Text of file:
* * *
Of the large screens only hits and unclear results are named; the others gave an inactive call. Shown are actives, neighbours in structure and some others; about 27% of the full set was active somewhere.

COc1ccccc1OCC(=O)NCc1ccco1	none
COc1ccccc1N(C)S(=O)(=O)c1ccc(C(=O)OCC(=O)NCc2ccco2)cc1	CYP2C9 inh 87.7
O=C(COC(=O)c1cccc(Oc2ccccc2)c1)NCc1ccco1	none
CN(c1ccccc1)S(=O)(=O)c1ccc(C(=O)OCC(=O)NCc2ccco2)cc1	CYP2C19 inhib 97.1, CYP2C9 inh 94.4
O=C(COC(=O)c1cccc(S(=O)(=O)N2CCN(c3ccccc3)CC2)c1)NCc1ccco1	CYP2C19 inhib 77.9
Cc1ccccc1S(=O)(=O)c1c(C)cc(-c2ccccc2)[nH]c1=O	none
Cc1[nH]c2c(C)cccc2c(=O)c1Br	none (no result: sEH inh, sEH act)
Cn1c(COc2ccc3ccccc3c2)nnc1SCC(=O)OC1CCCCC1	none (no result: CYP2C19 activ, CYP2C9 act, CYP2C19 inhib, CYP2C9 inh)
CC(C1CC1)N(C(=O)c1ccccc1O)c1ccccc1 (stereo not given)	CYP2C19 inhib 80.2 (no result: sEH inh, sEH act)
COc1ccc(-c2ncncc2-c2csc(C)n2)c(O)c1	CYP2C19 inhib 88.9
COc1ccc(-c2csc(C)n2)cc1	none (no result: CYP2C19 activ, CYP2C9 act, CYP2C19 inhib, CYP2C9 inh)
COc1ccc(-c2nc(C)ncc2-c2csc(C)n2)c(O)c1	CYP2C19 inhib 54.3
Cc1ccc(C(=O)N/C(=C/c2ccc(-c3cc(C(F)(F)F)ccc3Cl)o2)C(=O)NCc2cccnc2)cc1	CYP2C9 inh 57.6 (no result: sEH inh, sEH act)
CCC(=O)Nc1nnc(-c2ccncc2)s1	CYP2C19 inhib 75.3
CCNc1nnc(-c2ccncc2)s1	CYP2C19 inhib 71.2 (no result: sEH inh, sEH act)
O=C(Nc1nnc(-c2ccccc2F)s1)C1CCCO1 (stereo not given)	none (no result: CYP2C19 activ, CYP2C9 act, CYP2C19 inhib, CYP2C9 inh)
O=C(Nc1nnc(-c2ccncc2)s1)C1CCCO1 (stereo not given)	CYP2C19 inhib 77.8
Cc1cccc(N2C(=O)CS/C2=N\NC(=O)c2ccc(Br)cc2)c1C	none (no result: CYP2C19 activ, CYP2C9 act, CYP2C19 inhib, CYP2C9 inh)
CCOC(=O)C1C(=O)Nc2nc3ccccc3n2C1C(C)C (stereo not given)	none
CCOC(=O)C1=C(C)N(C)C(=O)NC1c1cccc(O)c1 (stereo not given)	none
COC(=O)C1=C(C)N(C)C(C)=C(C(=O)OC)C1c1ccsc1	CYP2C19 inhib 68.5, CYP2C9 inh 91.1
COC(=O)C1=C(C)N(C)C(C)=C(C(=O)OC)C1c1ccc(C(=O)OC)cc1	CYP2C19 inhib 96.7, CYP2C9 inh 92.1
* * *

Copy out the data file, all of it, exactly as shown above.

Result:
Of the large screens only hits and unclear results are named; the others gave an inactive call. Shown are actives, neighbours in structure and some others; about 27% of the full set was active somewhere.

COc1ccccc1OCC(=O)NCc1ccco1	none
COc1ccccc1N(C)S(=O)(=O)c1ccc(C(=O)OCC(=O)NCc2ccco2)cc1	CYP2C9 inh 87.7
O=C(COC(=O)c1cccc(Oc2ccccc2)c1)NCc1ccco1	none
CN(c1ccccc1)S(=O)(=O)c1ccc(C(=O)OCC(=O)NCc2ccco2)cc1	CYP2C19 inhib 97.1, CYP2C9 inh 94.4
O=C(COC(=O)c1cccc(S(=O)(=O)N2CCN(c3ccccc3)CC2)c1)NCc1ccco1	CYP2C19 inhib 77.9
Cc1ccccc1S(=O)(=O)c1c(C)cc(-c2ccccc2)[nH]c1=O	none
Cc1[nH]c2c(C)cccc2c(=O)c1Br	none (no result: sEH inh, sEH act)
Cn1c(COc2ccc3ccccc3c2)nnc1SCC(=O)OC1CCCCC1	none (no result: CYP2C19 activ, CYP2C9 act, CYP2C19 inhib, CYP2C9 inh)
CC(C1CC1)N(C(=O)c1ccccc1O)c1ccccc1 (stereo not given)	CYP2C19 inhib 80.2 (no result: sEH inh, sEH act)
COc1ccc(-c2ncncc2-c2csc(C)n2)c(O)c1	CYP2C19 inhib 88.9
COc1ccc(-c2csc(C)n2)cc1	none (no result: CYP2C19 activ, CYP2C9 act, CYP2C19 inhib, CYP2C9 inh)
COc1ccc(-c2nc(C)ncc2-c2csc(C)n2)c(O)c1	CYP2C19 inhib 54.3
Cc1ccc(C(=O)N/C(=C/c2ccc(-c3cc(C(F)(F)F)ccc3Cl)o2)C(=O)NCc2cccnc2)cc1	CYP2C9 inh 57.6 (no result: sEH inh, sEH act)
CCC(=O)Nc1nnc(-c2ccncc2)s1	CYP2C19 inhib 75.3
CCNc1nnc(-c2ccncc2)s1	CYP2C19 inhib 71.2 (no result: sEH inh, sEH act)
O=C(Nc1nnc(-c2ccccc2F)s1)C1CCCO1 (stereo not given)	none (no result: CYP2C19 activ, CYP2C9 act, CYP2C19 inhib, CYP2C9 inh)
O=C(Nc1nnc(-c2ccncc2)s1)C1CCCO1 (stereo not given)	CYP2C19 inhib 77.8
Cc1cccc(N2C(=O)CS/C2=N\NC(=O)c2ccc(Br)cc2)c1C	none (no result: CYP2C19 activ, CYP2C9 act, CYP2C19 inhib, CYP2C9 inh)
CCOC(=O)C1C(=O)Nc2nc3ccccc3n2C1C(C)C (stereo not given)	none
CCOC(=O)C1=C(C)N(C)C(=O)NC1c1cccc(O)c1 (stereo not given)	none
COC(=O)C1=C(C)N(C)C(C)=C(C(=O)OC)C1c1ccsc1	CYP2C19 inhib 68.5, CYP2C9 inh 91.1
COC(=O)C1=C(C)N(C)C(C)=C(C(=O)OC)C1c1ccc(C(=O)OC)cc1	CYP2C19 inhib 96.7, CYP2C9 inh 92.1